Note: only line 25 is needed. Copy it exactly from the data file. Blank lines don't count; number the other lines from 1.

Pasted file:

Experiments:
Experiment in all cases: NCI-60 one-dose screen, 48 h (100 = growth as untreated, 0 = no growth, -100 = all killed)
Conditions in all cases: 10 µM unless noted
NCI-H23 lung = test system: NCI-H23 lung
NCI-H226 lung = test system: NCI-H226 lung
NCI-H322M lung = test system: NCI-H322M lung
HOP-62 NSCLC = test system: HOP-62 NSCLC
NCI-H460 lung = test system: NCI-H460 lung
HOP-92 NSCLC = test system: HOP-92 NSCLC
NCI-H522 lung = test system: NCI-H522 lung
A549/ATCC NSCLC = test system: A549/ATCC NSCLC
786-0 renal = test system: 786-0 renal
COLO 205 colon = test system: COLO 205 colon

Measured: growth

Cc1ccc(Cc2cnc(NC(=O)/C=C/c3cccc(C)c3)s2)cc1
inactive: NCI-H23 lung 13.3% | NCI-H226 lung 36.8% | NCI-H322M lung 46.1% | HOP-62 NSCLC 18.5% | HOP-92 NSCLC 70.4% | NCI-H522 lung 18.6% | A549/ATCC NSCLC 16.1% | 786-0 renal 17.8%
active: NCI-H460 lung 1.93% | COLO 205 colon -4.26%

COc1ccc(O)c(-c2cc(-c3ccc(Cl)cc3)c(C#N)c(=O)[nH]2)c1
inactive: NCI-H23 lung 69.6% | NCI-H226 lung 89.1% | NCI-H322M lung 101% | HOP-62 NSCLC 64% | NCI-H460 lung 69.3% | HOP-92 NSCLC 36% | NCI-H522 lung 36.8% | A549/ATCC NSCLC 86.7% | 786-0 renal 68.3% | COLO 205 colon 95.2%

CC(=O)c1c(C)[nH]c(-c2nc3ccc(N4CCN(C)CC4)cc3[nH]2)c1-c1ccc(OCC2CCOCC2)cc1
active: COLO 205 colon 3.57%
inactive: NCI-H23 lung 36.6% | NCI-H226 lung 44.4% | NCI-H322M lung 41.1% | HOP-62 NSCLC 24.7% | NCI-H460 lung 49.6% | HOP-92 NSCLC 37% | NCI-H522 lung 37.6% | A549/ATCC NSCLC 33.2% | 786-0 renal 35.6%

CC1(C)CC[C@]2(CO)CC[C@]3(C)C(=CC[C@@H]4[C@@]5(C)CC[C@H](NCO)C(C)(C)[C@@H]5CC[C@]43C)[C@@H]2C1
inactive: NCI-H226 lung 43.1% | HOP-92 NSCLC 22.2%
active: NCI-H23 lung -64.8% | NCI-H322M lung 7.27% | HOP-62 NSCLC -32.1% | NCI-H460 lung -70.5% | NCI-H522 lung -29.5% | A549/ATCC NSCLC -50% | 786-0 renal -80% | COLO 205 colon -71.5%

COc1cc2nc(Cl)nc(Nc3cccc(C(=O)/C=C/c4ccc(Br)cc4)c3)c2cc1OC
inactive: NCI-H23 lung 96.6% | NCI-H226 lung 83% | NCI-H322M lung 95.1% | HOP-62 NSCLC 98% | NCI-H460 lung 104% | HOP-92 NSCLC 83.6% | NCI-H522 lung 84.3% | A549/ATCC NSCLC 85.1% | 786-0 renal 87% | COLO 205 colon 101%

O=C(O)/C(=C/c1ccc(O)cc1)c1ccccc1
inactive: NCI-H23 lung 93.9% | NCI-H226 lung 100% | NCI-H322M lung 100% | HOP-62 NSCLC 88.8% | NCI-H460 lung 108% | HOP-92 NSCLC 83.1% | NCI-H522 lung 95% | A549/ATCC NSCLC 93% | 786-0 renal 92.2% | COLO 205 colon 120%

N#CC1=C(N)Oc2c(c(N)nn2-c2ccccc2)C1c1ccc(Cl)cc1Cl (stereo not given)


active: NCI-H23 lung -64.8% | NCI-H322M lung 7.27% | HOP-62 NSCLC -32.1% | NCI-H460 lung -70.5% | NCI-H522 lung -29.5% | A549/ATCC NSCLC -50% | 786-0 renal -80% | COLO 205 colon -71.5%